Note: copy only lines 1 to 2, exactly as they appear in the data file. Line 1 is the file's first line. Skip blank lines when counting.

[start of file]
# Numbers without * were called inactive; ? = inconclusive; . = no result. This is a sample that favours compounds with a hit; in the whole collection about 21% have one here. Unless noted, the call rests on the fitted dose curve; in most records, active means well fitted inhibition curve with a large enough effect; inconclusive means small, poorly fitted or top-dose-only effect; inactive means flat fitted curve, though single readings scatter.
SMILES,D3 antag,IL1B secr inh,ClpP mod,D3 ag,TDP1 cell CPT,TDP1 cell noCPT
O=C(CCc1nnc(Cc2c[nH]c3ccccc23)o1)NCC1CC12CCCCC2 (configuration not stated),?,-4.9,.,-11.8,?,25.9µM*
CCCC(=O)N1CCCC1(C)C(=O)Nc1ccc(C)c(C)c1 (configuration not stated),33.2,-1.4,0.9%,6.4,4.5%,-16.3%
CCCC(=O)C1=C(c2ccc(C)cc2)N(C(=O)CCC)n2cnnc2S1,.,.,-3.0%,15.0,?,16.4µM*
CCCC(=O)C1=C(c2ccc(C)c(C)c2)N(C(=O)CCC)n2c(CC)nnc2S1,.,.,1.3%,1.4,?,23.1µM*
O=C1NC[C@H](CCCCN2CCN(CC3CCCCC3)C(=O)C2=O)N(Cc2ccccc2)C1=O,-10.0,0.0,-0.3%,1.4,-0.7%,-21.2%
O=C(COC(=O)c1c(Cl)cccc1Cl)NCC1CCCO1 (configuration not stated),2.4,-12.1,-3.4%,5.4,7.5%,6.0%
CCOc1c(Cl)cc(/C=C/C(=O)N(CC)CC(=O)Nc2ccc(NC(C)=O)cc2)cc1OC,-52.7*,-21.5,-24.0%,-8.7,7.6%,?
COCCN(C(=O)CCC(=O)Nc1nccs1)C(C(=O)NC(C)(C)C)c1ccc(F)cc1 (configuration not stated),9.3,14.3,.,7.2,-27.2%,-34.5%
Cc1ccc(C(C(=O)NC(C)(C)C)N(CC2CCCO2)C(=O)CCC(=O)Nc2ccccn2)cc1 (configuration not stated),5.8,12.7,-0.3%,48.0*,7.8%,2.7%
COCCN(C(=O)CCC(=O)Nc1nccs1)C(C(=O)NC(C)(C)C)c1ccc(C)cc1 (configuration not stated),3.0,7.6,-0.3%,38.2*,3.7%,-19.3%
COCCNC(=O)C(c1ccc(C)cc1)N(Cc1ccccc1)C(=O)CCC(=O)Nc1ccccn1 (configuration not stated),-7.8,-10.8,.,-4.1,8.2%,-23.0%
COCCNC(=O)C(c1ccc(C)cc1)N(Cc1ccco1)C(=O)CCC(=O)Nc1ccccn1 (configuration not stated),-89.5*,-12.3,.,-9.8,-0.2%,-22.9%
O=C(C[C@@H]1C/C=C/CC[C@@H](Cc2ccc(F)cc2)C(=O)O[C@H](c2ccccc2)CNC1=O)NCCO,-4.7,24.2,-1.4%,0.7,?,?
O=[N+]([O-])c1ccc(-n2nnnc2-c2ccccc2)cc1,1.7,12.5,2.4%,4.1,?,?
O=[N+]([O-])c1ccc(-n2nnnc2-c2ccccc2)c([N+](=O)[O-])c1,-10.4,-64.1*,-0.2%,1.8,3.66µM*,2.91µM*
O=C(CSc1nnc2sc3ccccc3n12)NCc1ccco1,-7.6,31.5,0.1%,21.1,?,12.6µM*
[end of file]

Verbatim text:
# Numbers without * were called inactive; ? = inconclusive; . = no result. This is a sample that favours compounds with a hit; in the whole collection about 21% have one here. Unless noted, the call rests on the fitted dose curve; in most records, active means well fitted inhibition curve with a large enough effect; inconclusive means small, poorly fitted or top-dose-only effect; inactive means flat fitted curve, though single readings scatter.
SMILES,D3 antag,IL1B secr inh,ClpP mod,D3 ag,TDP1 cell CPT,TDP1 cell noCPT